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Re: Hi, we're from the government and we're here to help (long)

  • From: Chris Brenton
  • Date: Mon Mar 13 05:21:37 2000

Howdy all,

Patrick Greenwell wrote:
> 
> Suddenly, the list got very, very quiet. In fact, since I posted that
> message, there hasn't been a single post to the list. Emperically, this
> suggests to me that while everyone is quick to spend countless
> hours expressing an opinion on mailing lists, there is nobody willing to
> invest in making this happen.

I recently because associated with a security group working out of
Dartmouth College. The focus of this group has not only been on internal
security but issues that effect the Internet as a whole. The group
already has a pretty good amount of funding. I could probably score
enough backing and office space for a NOC that could address the issues
that are being discussed. While I doubt I could raise the $50M someone
suggested earlier, I could probably come up with enough for equipment, a
small staff and to maintain a number of guru types on a consulting
basis.

Let me run though what I'm thinking and ask people to either critique or
tell me I'm out in left field.

I'm thinking of an organization that has a front end similar to GIAC. If
you are unfamiliar with GIAC check out:
http://www.sans.org/giac.htm

GIAC provides a location for people to submit log entries and intrusion
reports. The cool thing is there are a number of analysts (myself
included) that volunteer their time to answer questions and help people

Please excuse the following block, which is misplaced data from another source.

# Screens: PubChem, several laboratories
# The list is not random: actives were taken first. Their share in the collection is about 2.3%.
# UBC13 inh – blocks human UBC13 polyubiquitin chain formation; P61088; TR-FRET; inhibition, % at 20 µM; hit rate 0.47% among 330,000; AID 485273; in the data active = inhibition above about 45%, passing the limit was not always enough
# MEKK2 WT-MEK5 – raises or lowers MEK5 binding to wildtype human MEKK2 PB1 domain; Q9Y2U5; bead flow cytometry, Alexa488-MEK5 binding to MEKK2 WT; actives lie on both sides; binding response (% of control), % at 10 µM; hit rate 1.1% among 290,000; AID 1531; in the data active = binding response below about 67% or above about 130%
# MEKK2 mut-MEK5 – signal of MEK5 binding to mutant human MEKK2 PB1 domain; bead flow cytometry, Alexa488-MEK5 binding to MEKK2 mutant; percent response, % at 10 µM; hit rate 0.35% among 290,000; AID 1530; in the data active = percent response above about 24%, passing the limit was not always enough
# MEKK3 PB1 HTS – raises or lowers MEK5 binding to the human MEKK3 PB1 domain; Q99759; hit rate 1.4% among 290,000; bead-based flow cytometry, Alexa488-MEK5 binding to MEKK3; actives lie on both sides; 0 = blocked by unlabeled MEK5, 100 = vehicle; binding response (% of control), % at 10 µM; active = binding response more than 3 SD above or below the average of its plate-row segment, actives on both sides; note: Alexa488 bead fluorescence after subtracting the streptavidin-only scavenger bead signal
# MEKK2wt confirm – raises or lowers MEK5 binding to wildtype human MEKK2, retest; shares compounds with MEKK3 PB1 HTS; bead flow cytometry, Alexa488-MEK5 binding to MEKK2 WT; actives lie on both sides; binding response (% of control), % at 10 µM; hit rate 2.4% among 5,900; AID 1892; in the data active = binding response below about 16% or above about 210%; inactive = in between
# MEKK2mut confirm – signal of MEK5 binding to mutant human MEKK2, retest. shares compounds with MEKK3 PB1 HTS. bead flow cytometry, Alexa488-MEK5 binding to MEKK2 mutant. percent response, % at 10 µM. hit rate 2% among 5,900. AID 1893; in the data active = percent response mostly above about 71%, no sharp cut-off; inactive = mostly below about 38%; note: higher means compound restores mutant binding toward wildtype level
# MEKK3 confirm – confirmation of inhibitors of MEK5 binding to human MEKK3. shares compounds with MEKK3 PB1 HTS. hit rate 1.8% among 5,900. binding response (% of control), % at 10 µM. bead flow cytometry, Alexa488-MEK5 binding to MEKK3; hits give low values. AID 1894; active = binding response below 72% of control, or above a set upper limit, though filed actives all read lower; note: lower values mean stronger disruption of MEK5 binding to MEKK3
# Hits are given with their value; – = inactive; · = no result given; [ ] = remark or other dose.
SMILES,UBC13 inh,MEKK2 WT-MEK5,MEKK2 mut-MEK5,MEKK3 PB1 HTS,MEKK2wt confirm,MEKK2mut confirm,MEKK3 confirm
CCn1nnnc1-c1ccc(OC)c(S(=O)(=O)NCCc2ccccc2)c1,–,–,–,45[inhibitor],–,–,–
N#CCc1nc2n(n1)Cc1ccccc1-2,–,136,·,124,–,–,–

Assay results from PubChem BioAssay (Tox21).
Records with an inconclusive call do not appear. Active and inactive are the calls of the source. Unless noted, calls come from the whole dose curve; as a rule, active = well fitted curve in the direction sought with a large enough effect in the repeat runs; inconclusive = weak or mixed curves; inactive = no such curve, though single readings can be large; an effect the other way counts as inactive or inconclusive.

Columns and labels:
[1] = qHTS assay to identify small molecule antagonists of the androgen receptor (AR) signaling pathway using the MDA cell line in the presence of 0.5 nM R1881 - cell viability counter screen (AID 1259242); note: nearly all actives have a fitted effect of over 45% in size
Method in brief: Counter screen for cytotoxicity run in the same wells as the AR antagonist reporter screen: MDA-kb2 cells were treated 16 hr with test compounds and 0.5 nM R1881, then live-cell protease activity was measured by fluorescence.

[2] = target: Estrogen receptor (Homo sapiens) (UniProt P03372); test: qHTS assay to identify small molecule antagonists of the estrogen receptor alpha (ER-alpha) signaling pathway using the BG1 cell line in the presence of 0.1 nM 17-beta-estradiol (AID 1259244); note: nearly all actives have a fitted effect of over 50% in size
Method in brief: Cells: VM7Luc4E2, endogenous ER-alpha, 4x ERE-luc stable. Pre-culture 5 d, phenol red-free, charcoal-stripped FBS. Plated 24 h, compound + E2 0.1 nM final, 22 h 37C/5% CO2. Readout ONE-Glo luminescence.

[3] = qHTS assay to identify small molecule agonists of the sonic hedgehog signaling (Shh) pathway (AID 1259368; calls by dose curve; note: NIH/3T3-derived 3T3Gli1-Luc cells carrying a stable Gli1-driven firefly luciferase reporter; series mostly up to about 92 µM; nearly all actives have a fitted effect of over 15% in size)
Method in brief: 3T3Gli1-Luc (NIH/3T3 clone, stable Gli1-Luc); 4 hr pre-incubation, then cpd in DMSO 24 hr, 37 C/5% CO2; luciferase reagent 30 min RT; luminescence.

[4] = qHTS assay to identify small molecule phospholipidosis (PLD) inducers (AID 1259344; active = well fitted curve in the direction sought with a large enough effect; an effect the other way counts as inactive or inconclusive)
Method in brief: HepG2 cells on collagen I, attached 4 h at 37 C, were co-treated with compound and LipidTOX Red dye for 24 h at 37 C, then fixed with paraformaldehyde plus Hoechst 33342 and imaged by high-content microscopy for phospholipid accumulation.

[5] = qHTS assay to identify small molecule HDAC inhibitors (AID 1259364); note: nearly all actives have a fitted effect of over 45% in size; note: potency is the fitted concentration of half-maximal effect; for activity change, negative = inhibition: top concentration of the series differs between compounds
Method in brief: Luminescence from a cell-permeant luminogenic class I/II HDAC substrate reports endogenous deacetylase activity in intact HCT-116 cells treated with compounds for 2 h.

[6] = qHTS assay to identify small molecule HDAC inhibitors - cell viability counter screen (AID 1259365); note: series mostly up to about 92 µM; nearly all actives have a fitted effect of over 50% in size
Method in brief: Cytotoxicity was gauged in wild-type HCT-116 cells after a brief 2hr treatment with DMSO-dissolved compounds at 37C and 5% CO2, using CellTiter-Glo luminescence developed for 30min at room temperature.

understand what they are looking at. The important thing here is that
people receive immediate (or close to immediate) replies to their
queries. If a person has questions regarding some suspicious log
entries, they can run it past the team of analysts to see what they
think.

Anything that looks interesting is then sanitized and recorded. The
results are then posted to the Web site for all to review. This gives
people a resource to consult when they are trying to figure out who or
what is whacking away at their perimeter. The only thing missing at GIAC
is a seachable archive which would be cool for referencing source IP
addresses and target ports. This would also provide a real time alert
mechanism as to what kinds of threats are making the rounds.

The real strength in this kind of a setup is the ability to correlate
attack patterns from multiple targets. While there are groups doing this
today, the information is not made public (at least not that I've been
able to find). A while back there where a few posts on the Incident list
from a number of ISPs. One or two basically came right out and stated
that they get so many incident reports that one or two reports on any
individual user does not necessarily mean they will take some kind of
action. I'm thinking that if the above collected data is being
correlated, we have a much better chance of spotting larger trends and
getting the bad guys shut down.

I'm also thinking that this organization could act as a central point of
contact in responding to events. There was a comment thrown out about
how it can be difficult to figure out who to contact during an
intrusion. Part of this organization's job could be cataloging these
contacts. True the list would probably be outdated is short order, but
at least its a starting point in trying to tie together the source and
target networks. I don't think it would be necessary to list every ISP,
just the major providers. The provider could then take care of dealing
with their down stream client.

My fear is that if we do not address these issues as a community,
government/law enforcement will eventually step in and try and take care
of it for us. One way or another these problems have to be addressed,
the question is who is going to do it.

Comments? I don't have all the answers but I'm wondering if people think
this would be a good place to start.

Chris
-- 
**************************************
cbrenton@sover.net

* Multiprotocol Network Design & Troubleshooting
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* Mastering Network Security
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